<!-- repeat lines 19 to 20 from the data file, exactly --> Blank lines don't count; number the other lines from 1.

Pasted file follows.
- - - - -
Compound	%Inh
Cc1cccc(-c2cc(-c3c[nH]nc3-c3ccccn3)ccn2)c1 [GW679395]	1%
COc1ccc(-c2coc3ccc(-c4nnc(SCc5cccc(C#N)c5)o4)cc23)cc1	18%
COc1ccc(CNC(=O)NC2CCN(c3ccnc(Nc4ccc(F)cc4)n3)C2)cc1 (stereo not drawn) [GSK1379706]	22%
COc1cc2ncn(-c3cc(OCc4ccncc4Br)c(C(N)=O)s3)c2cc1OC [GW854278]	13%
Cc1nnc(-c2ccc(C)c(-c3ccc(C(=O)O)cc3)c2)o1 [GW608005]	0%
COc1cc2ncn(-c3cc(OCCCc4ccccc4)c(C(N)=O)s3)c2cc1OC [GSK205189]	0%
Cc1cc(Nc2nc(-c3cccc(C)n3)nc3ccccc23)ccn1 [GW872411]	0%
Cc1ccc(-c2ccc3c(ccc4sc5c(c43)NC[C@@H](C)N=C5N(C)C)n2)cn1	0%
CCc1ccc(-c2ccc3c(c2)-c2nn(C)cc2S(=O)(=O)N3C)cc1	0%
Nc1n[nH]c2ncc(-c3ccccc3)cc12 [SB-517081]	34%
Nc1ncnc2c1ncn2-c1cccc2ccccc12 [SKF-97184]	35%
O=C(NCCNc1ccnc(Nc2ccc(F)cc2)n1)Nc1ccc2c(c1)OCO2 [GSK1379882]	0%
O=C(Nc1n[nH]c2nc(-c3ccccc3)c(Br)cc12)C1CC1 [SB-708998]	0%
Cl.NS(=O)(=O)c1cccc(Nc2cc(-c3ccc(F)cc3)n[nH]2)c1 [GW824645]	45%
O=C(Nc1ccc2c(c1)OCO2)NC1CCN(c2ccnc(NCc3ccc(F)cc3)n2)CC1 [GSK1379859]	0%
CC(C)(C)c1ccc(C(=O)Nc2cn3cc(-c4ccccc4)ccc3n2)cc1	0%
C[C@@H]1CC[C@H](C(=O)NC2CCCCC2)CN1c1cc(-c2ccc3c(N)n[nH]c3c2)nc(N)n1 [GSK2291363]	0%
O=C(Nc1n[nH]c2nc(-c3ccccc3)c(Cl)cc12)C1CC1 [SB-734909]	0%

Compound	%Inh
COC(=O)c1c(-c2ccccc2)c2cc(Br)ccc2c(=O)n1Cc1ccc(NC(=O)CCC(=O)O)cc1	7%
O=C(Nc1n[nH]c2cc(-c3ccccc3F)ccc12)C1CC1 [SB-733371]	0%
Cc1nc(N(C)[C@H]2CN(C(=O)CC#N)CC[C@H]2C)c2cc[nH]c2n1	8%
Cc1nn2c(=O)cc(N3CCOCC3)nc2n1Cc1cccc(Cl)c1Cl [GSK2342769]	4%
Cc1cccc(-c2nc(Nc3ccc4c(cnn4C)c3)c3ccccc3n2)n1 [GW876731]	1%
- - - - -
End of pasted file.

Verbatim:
O=C(Nc1n[nH]c2nc(-c3ccccc3)c(Cl)cc12)C1CC1 [SB-734909]	0%

Compound	%Inh